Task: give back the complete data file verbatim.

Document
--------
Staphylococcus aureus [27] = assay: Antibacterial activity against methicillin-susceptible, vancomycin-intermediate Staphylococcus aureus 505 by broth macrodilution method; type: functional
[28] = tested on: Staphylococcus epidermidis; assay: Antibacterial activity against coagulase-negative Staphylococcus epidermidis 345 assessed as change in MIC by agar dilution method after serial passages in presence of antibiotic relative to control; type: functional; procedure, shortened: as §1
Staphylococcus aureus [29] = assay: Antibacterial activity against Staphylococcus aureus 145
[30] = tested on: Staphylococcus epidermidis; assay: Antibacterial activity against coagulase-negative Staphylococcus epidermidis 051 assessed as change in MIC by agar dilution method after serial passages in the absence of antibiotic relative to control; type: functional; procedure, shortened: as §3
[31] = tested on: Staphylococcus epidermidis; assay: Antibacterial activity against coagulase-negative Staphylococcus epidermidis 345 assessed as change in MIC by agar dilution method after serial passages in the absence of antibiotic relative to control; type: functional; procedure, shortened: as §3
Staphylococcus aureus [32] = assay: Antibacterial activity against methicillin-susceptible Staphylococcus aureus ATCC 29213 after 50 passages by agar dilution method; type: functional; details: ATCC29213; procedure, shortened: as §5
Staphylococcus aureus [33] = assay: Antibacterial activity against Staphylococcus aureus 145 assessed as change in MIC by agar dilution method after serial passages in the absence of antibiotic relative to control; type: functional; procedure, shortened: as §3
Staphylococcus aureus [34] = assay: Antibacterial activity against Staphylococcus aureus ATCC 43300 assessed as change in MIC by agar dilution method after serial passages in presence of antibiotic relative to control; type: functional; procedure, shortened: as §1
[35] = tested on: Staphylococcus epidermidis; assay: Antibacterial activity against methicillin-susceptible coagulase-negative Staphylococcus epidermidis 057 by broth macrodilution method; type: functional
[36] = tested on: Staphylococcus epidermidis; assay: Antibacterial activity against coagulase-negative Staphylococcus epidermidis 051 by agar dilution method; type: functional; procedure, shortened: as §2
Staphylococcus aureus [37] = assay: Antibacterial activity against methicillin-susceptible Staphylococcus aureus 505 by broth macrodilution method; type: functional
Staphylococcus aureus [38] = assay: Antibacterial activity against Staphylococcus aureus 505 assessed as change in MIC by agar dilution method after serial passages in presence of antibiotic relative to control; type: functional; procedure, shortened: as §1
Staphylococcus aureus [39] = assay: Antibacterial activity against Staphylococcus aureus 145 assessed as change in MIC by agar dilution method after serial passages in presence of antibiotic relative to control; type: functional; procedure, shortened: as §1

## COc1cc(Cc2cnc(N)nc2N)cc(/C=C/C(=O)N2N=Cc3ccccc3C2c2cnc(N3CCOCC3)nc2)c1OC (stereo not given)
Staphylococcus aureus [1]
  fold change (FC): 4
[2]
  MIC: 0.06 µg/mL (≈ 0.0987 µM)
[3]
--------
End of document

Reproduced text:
Staphylococcus aureus [27] = assay: Antibacterial activity against methicillin-susceptible, vancomycin-intermediate Staphylococcus aureus 505 by broth macrodilution method; type: functional
[28] = tested on: Staphylococcus epidermidis; assay: Antibacterial activity against coagulase-negative Staphylococcus epidermidis 345 assessed as change in MIC by agar dilution method after serial passages in presence of antibiotic relative to control; type: functional; procedure, shortened: as §1
Staphylococcus aureus [29] = assay: Antibacterial activity against Staphylococcus aureus 145
[30] = tested on: Staphylococcus epidermidis; assay: Antibacterial activity against coagulase-negative Staphylococcus epidermidis 051 assessed as change in MIC by agar dilution method after serial passages in the absence of antibiotic relative to control; type: functional; procedure, shortened: as §3
[31] = tested on: Staphylococcus epidermidis; assay: Antibacterial activity against coagulase-negative Staphylococcus epidermidis 345 assessed as change in MIC by agar dilution method after serial passages in the absence of antibiotic relative to control; type: functional; procedure, shortened: as §3
Staphylococcus aureus [32] = assay: Antibacterial activity against methicillin-susceptible Staphylococcus aureus ATCC 29213 after 50 passages by agar dilution method; type: functional; details: ATCC29213; procedure, shortened: as §5
Staphylococcus aureus [33] = assay: Antibacterial activity against Staphylococcus aureus 145 assessed as change in MIC by agar dilution method after serial passages in the absence of antibiotic relative to control; type: functional; procedure, shortened: as §3
Staphylococcus aureus [34] = assay: Antibacterial activity against Staphylococcus aureus ATCC 43300 assessed as change in MIC by agar dilution method after serial passages in presence of antibiotic relative to control; type: functional; procedure, shortened: as §1
[35] = tested on: Staphylococcus epidermidis; assay: Antibacterial activity against methicillin-susceptible coagulase-negative Staphylococcus epidermidis 057 by broth macrodilution method; type: functional
[36] = tested on: Staphylococcus epidermidis; assay: Antibacterial activity against coagulase-negative Staphylococcus epidermidis 051 by agar dilution method; type: functional; procedure, shortened: as §2
Staphylococcus aureus [37] = assay: Antibacterial activity against methicillin-susceptible Staphylococcus aureus 505 by broth macrodilution method; type: functional
Staphylococcus aureus [38] = assay: Antibacterial activity against Staphylococcus aureus 505 assessed as change in MIC by agar dilution method after serial passages in presence of antibiotic relative to control; type: functional; procedure, shortened: as §1
Staphylococcus aureus [39] = assay: Antibacterial activity against Staphylococcus aureus 145 assessed as change in MIC by agar dilution method after serial passages in presence of antibiotic relative to control; type: functional; procedure, shortened: as §1

## COc1cc(Cc2cnc(N)nc2N)cc(/C=C/C(=O)N2N=Cc3ccccc3C2c2cnc(N3CCOCC3)nc2)c1OC (stereo not given)
Staphylococcus aureus [1]
  fold change (FC): 4
[2]
  MIC: 0.06 µg/mL (≈ 0.0987 µM)
[3]